5 Essential Things When Crafting Your Business Story
One of the most common hang-ups businesses have in crafting their story (besides never having enough time, right?) is the term story. It’s easy to think telling your story is all about you. But you’re telling a story for a business purpose to help people connect with and remember you. You’re not trying to reach the best-seller list. While there are some elements that are the same in telling a business story and a good piece of fiction, to be successful in your storytelling and have it meet your communication and business goals, you need to keep the following things in mind:
A Connected Theme
Let’s face it. There are a lot of stories you could tell. Which one is the right one for your business and how does it advance your goals? With business storytelling, you’re giving your audience something that they’ll remember and hopefully repeat to others. So, you don’t want to tell them just any story. Think about a theme or initiative that you want to advance. It should be something you want to be known as like the “business that gives back” or “the best place to work in Alameda.” The label isn’t your next tagline. It’s simply a concept you want to be known for as part of your branding; it’s a theme you want to reinforce.
Just as your business plan guides decisions of what you spend your time and money on, your business story theme will help you decide which narratives to advance. There are lots of stories to tell. But you want the ones that will help reinforce your brand. You do that by selecting a theme.
You want your story to focus on the brand you’re creating. It must reinforce what people have come to believe about you (unless you’re trying to become something completely different).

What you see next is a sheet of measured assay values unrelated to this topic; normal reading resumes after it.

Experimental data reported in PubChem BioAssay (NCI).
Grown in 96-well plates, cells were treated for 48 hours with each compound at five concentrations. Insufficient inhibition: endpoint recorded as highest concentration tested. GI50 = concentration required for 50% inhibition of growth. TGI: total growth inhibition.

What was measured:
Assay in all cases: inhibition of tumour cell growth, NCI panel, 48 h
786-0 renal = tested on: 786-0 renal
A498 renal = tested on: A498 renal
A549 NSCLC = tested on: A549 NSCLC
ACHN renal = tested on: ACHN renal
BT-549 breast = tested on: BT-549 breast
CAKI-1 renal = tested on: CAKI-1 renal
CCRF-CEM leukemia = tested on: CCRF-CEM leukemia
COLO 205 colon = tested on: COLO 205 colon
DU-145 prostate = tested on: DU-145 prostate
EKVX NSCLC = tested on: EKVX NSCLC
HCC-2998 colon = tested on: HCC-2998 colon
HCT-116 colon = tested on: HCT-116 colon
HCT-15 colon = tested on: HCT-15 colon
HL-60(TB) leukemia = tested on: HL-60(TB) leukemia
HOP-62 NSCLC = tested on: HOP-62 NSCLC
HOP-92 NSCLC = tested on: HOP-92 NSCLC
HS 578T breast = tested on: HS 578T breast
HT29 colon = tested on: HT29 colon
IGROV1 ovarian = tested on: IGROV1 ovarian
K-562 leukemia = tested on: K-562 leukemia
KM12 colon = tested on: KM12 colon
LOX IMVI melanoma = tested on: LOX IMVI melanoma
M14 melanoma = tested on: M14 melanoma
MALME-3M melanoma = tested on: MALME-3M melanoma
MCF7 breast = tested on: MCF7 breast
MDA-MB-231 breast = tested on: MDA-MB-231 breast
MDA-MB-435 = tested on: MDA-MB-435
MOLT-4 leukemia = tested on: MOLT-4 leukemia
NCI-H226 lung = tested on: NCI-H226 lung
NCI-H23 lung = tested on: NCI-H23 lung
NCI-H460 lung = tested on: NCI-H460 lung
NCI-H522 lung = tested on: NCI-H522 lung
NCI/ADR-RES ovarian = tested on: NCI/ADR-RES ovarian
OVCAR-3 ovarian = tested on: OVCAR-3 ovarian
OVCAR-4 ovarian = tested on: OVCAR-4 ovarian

When others experience your story you want them to have two reactions:
- “I didn’t know that.” The surprise will make the story memorable, but you still want them to say…
- “But that sounds like them” If you tell them something that is completely different than what they imagine about you, they’ll experience a moment of disconnect. That moment when they’re thinking about that will take away from your story and they’ll likely forget your message.
A Good Conflict
This is one of those storytelling components that works for fiction and business. However, since you’re telling your story with a business goal in mind, you want to make sure your conflict serves your business purposes. For instance, while there may be a very exciting conflict going on between you and your landlord, that’s not the type of story that will lead to more business. A good conflict in a business story addresses adversity. You can talk about how you overcame your own adversity or tackle the story of the adversity facing your customers and how you helped them overcome it.
While conflict is a necessary part of any story because it causes listeners or readers to wonder what will happen next, it isn’t exciting if there’s no context. Think about the Arthurian legend where a young boy removes a sword from a stone. If we only tell you the climax of the story—the young boy walked up, wrapped his hands around the sword, and yanked—you likely will think “What’s so special about that?”. However, if we provide the context that all the strongest men in eight kingdoms had tried and all had failed, one even lost his life in the attempt, you’d likely be concerned for that little boy. On the other side, after he pulled out the sword, you would be even more impressed because the stage had been set to include his desire and the danger. You need to remind people what it was like before the conflict. That way they feel what you were feeling. They’ll connect with you.
A Satisfying Resolution
Just as you need a good setup or stage, you also need a resolution. This not only satisfies human curiosity but helps solidify in their minds that by overcoming that crisis or conflict, you can help them with theirs. A satisfying ending to the conflict is essential. However, just like a Marvel movie, your ending should hint that it’s only really the beginning. You want people to feel like you’re just getting started with lots of amazing things yet to come.